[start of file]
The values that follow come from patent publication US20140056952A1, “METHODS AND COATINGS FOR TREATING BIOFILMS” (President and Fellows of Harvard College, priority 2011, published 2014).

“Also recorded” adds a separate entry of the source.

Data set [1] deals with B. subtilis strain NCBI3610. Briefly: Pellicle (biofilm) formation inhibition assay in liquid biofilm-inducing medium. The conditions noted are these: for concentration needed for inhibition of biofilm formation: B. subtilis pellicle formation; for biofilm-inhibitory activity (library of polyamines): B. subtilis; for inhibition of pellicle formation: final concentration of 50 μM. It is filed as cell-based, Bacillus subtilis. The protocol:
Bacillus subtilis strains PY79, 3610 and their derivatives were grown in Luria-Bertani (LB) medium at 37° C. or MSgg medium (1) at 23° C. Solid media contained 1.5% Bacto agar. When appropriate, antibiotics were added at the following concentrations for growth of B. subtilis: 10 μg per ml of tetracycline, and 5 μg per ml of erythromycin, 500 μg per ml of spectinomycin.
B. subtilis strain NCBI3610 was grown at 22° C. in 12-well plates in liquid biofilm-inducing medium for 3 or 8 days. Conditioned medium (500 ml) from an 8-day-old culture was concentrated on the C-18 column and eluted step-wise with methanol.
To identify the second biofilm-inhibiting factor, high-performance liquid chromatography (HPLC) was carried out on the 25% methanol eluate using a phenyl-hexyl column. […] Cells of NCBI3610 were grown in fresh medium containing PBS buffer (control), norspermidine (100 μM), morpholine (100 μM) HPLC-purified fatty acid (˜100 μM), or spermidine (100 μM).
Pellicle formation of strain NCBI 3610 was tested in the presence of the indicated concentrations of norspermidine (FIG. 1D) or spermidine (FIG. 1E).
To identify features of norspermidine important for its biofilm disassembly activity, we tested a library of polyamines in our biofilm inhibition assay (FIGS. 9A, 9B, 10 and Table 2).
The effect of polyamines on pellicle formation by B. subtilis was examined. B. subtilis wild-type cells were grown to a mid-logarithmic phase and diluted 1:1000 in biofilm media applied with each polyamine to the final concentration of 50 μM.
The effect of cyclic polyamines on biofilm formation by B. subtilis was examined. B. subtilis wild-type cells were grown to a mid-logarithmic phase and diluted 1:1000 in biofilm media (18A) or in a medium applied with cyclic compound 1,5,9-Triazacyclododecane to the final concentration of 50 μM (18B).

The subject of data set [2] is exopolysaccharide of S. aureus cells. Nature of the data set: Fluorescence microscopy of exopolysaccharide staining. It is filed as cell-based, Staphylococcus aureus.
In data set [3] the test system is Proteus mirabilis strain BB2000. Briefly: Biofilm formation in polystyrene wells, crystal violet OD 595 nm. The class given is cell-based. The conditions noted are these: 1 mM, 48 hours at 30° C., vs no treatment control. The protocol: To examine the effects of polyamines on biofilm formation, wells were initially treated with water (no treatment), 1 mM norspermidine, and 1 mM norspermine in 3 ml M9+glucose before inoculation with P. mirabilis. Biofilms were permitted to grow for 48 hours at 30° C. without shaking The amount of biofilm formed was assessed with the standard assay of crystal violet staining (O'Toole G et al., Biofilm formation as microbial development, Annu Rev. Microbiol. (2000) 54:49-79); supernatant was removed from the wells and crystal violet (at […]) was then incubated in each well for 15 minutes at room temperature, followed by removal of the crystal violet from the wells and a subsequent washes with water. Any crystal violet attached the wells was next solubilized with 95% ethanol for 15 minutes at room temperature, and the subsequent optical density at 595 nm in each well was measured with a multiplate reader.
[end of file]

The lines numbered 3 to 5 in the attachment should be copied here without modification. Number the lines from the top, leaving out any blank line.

Data set [1] deals with B. subtilis strain NCBI3610. Briefly: Pellicle (biofilm) formation inhibition assay in liquid biofilm-inducing medium. The conditions noted are these: for concentration needed for inhibition of biofilm formation: B. subtilis pellicle formation; for biofilm-inhibitory activity (library of polyamines): B. subtilis; for inhibition of pellicle formation: final concentration of 50 μM. It is filed as cell-based, Bacillus subtilis. The protocol:
Bacillus subtilis strains PY79, 3610 and their derivatives were grown in Luria-Bertani (LB) medium at 37° C. or MSgg medium (1) at 23° C. Solid media contained 1.5% Bacto agar. When appropriate, antibiotics were added at the following concentrations for growth of B. subtilis: 10 μg per ml of tetracycline, and 5 μg per ml of erythromycin, 500 μg per ml of spectinomycin.
B. subtilis strain NCBI3610 was grown at 22° C. in 12-well plates in liquid biofilm-inducing medium for 3 or 8 days. Conditioned medium (500 ml) from an 8-day-old culture was concentrated on the C-18 column and eluted step-wise with methanol.